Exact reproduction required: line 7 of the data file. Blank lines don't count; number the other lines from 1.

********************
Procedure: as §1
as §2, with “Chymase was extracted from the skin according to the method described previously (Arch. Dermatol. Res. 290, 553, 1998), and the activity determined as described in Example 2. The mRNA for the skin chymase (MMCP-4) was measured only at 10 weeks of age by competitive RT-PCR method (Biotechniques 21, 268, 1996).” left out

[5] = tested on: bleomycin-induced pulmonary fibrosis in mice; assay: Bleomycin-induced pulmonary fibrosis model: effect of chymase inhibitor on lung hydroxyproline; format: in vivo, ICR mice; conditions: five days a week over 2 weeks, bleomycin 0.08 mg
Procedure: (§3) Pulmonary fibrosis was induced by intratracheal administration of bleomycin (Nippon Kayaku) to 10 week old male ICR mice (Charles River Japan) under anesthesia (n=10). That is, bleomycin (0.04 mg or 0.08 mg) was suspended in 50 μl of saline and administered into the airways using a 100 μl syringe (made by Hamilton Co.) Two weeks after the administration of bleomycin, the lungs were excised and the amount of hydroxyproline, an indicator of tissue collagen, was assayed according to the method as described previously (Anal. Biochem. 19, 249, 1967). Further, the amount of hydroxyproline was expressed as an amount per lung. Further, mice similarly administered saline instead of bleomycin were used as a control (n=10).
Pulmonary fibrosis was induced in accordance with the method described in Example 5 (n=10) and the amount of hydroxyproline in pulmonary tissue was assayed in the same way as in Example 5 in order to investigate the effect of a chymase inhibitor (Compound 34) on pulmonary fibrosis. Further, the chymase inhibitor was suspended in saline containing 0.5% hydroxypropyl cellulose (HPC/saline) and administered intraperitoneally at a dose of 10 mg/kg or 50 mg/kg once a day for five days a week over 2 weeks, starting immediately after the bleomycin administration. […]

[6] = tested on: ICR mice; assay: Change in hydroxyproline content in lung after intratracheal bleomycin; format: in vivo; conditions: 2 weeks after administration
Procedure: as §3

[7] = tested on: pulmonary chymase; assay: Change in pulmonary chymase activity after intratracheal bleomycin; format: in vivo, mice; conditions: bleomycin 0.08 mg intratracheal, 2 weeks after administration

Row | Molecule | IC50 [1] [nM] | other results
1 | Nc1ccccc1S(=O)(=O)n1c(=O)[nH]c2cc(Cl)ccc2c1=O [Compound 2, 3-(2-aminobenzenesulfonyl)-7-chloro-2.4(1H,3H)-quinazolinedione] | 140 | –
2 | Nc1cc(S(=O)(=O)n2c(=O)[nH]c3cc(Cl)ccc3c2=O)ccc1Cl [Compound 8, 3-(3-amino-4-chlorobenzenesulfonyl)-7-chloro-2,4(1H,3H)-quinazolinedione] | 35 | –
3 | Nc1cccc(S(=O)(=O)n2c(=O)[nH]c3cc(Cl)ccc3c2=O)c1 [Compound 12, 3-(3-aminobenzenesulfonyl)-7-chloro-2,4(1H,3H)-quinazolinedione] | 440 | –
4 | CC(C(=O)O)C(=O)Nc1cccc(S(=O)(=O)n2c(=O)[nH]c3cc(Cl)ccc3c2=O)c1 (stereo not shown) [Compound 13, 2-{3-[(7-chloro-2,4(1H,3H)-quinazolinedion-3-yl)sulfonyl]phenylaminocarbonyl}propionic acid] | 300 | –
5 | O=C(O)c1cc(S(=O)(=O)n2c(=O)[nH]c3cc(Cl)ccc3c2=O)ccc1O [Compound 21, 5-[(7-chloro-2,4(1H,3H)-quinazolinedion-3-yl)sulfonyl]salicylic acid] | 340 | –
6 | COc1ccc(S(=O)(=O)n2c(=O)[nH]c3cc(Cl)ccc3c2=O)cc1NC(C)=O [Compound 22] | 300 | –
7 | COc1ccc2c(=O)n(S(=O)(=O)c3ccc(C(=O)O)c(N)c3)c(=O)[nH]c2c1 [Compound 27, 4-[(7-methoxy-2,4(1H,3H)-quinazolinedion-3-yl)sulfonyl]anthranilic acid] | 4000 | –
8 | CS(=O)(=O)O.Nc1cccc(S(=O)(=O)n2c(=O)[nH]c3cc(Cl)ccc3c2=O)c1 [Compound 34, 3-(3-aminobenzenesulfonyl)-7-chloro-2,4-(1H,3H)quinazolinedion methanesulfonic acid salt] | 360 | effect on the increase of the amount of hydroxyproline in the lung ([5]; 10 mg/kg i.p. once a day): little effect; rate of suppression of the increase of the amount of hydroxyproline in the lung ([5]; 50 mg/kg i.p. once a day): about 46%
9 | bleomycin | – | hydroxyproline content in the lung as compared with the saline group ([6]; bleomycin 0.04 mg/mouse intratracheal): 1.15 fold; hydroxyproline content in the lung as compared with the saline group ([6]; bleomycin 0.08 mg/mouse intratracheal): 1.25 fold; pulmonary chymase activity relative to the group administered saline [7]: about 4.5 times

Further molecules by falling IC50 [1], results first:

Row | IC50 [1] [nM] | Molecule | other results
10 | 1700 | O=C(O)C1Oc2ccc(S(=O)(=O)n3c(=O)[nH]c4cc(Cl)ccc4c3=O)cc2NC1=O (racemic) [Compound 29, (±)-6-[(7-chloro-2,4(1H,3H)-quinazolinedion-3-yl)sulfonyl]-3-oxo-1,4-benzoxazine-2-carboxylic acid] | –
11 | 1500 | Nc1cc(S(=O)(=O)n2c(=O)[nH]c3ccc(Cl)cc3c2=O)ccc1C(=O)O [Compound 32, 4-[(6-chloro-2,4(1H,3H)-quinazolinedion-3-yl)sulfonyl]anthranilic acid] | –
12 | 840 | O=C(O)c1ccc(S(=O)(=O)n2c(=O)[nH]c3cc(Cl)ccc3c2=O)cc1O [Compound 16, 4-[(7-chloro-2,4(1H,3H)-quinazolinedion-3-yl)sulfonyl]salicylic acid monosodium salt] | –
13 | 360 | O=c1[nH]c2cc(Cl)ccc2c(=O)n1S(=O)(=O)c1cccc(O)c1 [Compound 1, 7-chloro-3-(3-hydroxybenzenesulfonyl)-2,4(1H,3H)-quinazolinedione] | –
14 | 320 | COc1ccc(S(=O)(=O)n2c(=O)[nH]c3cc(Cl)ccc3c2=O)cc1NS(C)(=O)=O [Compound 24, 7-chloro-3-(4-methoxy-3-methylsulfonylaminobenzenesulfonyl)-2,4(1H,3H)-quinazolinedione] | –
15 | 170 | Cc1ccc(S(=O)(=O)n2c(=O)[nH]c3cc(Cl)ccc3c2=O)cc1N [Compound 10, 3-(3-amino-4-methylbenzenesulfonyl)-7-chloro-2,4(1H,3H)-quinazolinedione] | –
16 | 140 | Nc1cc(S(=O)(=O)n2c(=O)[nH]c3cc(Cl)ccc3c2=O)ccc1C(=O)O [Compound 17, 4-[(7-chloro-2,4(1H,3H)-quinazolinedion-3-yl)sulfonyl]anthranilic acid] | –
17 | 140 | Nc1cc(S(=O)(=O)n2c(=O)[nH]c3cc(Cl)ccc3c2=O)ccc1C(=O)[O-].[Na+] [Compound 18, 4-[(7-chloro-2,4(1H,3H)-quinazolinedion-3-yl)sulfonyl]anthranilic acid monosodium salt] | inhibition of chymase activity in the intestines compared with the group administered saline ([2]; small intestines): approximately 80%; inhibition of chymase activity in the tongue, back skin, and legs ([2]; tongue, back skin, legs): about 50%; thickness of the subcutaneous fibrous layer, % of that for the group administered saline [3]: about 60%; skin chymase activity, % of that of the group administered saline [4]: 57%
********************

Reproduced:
Procedure: as §3